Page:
Problem 7 (Randomized Algorithm). Without loss of generality, let n = 2 d
for some d. Show that, for some constant c and some k such that nc −k ≥ Ω(n),
the lower bound on the probability that E c·d excludes l on I is Ω(poly(n)−1 ), for
uniform and independent random choices of balanced binary string l of length k
and I ⊆ [nc ] of size k.
It would be interesting to explore an approximated scenario, where the ac-
curacy (with respect to majority) of the function computed by the underlying
Valiant formula increases asymptotically with the depth and decreases with the
number of inputs. Say that the formula V ALd of n inputs is an -approximator
of M AJn if, for random x ∈ {0, 1}n, Pr[V ALd (x) = M AJn (x)] ≤ .
Problem 8 (Approximator Formulae). Without loss of generality, let n =
2d for some d. Show that, for some constant c and some k such that nc − k ≥
Ω(n), the upper bound on the probability that V ALc·d (x) = M AJnc −k (x) is
= o(c, k), for uniform and independent random choices of l, I (as above) and
c
x ∈ {0, 1}n −k .
Finally, the following problem is equivalent to a uniform explicit construction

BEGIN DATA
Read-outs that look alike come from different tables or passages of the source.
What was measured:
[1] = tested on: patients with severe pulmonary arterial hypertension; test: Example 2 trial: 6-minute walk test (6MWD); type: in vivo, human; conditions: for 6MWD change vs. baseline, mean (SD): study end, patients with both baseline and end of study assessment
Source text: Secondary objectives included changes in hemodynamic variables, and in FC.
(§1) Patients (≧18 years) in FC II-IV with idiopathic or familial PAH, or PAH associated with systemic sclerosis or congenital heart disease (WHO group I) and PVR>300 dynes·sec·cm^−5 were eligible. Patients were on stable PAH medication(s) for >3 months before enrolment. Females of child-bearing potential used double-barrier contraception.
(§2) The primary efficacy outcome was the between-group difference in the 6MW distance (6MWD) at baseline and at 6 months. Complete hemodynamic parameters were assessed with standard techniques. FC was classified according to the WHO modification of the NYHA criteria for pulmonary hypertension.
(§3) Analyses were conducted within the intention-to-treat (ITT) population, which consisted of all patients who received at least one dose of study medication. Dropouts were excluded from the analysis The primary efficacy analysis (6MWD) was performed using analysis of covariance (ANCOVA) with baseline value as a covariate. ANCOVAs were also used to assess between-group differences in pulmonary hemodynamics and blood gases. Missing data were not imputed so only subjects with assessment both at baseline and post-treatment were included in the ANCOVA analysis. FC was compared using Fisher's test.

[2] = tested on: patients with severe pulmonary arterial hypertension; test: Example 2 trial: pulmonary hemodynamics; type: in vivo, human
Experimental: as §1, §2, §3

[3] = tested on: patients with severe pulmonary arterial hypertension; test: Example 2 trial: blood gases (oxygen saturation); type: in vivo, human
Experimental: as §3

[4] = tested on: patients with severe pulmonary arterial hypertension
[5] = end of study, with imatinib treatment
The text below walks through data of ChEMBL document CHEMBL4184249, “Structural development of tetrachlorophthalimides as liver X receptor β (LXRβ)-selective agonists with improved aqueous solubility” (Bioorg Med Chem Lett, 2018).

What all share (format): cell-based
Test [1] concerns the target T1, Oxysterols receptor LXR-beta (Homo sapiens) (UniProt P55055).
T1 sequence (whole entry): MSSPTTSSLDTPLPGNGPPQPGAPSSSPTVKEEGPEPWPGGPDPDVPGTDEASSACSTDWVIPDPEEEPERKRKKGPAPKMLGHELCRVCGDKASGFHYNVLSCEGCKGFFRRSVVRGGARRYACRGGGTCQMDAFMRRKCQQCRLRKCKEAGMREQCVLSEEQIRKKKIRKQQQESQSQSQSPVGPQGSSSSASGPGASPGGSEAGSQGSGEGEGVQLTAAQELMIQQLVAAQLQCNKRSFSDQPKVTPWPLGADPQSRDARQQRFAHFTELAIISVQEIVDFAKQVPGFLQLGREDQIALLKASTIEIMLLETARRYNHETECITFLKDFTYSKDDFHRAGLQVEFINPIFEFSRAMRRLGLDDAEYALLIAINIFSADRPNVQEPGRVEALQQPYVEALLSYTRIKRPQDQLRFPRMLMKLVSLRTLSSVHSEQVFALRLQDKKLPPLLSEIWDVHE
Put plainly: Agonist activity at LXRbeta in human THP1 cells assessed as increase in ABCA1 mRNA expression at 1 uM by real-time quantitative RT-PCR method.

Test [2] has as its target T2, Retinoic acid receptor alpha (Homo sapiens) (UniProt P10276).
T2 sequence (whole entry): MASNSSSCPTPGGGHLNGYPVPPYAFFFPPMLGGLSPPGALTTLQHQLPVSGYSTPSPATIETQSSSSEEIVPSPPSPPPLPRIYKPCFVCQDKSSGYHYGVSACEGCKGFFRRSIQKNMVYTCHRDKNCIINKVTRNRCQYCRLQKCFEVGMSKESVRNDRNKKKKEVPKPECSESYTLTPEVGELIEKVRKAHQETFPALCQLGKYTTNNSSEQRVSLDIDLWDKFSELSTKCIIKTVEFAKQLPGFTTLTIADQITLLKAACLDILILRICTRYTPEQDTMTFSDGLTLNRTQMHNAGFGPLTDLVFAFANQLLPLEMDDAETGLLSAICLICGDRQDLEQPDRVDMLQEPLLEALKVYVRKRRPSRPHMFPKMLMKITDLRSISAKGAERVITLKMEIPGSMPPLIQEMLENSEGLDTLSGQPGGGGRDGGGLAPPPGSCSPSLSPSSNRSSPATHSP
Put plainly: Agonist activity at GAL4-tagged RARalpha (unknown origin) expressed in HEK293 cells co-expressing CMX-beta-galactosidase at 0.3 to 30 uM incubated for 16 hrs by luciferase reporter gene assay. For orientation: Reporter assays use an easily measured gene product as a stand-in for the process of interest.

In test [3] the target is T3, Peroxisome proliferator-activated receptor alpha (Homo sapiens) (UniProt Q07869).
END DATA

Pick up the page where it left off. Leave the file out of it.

of a polynomial size monotone Boolean formula computing the majority function
of n bits.
Problem 9 (Majority Derandomization). Without loss of generality, let
n = 2d for some d. Describe a poly(n) time algorithm, that receives in input n
and returns in output a constant c, a binary string l of length k and I ⊆ [nc ] of
size k, where nc − k ≥ Ω(n), such that l on I induces a sound labeling on the
Valiant formula Vc·d .

5
References
a
[AGP01] Albert Atserias, Nicola Galesi, and Pavel Pudl´k. Monotone simula-
tions of nonmonotone proofs. In IEEE Conference on Computational
Complexity, pages 36–41, 2001.
o           a        o                     e
[AKS83] Mikl´s Ajtai, J´nos Koml´s, and Endre Szemer´di. Sorting in c log n
parallel sets. Combinatorica, 3(1):1–19, 1983.
[Alo83]   Noga Alon. On the density of sets of vectors. Discrete Math., 46:199–
202, 1983.

[AS92]    Noga Alon and Joel H. Spencer. The probabilistic method. Wiley, New
York, 1992.
[Din05]   Irit Dinur. The PCP theorem by gap ampliﬁcation. Electronic Col-
loquium on Computational Complexity (ECCC), (046), 2005.
[HMP06] Shlomo Hoory, Avner Magen, and Toniann Pitassi. Monotone circuits
for the majority function. In APPROX-RANDOM, 2006.

[Pat90]   Mike Paterson. Improved sorting networks with o(log n) depth. Al-
gorithmica, 5(1):65–92, 1990.
[Rei05]   Omer Reingold.   Undirected ST-connectivity in log-space. In
Harold N. Gabow and Ronald Fagin, editors, STOC, pages 376–385.
ACM, 2005.
[Val84]   Leslie G. Valiant. Short monotone formulae for the majority function.
J. Algorithms, 5(3):363–366, 1984.

6